The phenomenon is caused when salt water loses large amounts of oxygen, a condition known as hypoxia that is typically associated with an area off the Louisiana coast at the mouth of the Mississippi River. The fresh water and salt water don't mix well, keeping oxygen from filtering through to the sea bottom, which causes problems for fish, shrimp, crabs and clams.
This year's dead zone has been aggravated by flood runoff from heavy spring rains and additional runoff moving into the Gulf from record floods along the Mississippi.
DiMarco, joined by researchers from Texas A&M and the University of Georgia, just returned from an examination of 74 sites between Terrebonne and Cameron, La. He said the most severe hypoxia levels were recorded in the mid-range depths, between 20 and 30 feet, as well as near the bottom of the sea floor at about 60 feet.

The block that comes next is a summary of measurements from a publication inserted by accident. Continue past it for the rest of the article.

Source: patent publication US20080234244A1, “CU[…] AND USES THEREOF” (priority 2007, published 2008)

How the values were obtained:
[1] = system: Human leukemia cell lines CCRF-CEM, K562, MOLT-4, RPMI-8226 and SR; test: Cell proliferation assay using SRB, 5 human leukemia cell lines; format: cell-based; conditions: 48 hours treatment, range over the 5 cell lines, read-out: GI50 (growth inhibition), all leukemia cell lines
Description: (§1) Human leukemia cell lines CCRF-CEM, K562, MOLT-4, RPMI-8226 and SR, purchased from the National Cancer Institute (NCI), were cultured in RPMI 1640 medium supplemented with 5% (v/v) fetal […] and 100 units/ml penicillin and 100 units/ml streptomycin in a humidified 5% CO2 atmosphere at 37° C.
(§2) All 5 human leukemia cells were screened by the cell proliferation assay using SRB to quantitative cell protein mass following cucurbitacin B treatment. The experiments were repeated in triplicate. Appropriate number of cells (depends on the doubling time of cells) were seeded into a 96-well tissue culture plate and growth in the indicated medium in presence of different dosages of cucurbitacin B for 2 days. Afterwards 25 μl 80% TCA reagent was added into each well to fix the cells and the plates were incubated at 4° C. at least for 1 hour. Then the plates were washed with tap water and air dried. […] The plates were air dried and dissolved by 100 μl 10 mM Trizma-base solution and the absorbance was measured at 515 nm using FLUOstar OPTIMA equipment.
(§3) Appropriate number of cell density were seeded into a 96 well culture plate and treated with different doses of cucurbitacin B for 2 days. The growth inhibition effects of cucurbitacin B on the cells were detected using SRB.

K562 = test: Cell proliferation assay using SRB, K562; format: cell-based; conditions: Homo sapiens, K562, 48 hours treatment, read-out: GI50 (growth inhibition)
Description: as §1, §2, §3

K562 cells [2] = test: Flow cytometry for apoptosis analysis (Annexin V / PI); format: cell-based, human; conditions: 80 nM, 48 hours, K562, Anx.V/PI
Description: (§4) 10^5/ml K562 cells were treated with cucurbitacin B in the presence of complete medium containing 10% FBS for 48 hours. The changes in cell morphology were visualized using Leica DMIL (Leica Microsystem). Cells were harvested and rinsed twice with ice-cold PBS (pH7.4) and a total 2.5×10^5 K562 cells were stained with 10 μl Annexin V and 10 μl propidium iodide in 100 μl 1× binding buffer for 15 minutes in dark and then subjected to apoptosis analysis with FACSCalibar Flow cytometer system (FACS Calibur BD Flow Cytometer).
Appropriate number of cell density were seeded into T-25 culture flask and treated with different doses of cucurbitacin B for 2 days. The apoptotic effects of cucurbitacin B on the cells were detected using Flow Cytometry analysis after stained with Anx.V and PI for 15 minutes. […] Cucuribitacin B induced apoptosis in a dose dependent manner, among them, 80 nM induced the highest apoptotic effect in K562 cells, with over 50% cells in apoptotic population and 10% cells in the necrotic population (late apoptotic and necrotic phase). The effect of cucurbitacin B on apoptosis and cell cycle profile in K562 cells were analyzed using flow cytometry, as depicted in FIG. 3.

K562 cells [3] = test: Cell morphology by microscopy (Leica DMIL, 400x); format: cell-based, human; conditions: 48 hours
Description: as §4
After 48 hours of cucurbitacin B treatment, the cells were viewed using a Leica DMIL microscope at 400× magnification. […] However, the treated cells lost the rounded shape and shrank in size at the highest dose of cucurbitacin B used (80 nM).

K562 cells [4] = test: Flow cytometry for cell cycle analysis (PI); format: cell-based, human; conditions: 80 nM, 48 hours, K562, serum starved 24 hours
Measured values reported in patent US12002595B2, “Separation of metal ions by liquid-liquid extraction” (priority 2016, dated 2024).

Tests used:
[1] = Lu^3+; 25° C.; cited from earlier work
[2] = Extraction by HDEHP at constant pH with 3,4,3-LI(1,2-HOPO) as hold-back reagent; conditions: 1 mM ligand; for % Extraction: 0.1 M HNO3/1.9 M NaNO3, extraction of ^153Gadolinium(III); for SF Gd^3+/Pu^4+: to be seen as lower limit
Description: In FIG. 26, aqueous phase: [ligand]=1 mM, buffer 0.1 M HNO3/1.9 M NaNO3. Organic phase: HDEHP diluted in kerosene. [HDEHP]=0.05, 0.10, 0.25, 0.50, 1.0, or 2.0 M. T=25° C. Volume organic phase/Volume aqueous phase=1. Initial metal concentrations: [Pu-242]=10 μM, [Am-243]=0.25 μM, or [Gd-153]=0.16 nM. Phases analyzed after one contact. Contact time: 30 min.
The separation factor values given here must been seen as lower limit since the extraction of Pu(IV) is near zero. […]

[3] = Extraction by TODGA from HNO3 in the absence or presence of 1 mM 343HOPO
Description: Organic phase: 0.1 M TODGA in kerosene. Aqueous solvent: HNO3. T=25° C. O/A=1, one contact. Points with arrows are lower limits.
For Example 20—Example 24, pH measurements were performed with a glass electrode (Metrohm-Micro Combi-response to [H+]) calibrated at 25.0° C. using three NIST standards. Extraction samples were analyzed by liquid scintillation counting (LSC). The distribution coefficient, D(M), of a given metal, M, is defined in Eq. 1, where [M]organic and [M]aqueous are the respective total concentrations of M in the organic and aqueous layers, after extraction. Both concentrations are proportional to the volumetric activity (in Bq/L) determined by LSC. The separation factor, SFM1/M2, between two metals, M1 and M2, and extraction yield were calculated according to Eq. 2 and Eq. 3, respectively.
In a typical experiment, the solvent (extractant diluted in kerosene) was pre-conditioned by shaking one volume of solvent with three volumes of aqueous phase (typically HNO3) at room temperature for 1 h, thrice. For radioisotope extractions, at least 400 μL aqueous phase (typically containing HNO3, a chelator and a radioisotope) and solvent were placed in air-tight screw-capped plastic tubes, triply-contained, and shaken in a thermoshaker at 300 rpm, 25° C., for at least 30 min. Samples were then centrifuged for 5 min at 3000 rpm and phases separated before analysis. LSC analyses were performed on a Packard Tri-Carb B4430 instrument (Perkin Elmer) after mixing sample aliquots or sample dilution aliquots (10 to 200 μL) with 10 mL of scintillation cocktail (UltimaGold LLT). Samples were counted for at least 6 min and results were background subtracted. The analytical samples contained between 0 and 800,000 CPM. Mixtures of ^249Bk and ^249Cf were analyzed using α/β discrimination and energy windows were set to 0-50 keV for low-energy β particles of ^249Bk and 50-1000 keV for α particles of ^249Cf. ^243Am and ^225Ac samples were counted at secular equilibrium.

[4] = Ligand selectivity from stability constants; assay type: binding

Some of the worst hypoxic levels occurred in the western Gulf toward the state line.
"We saw quite a few areas that had little or no oxygen at all at that site," DiMarco said Tuesday. "This dead zone area is the strongest we've seen since 2004, and it's very likely the worst may be still to come.
"Since most of the water from the Midwest is still making its way down to the Gulf, we believe that wide area of hypoxia will persist through August and likely until September, when it normally ends."
Last year, DiMarco discovered a similar dead zone off the Texas coast where the rain-swollen Brazos River emptied into the Gulf.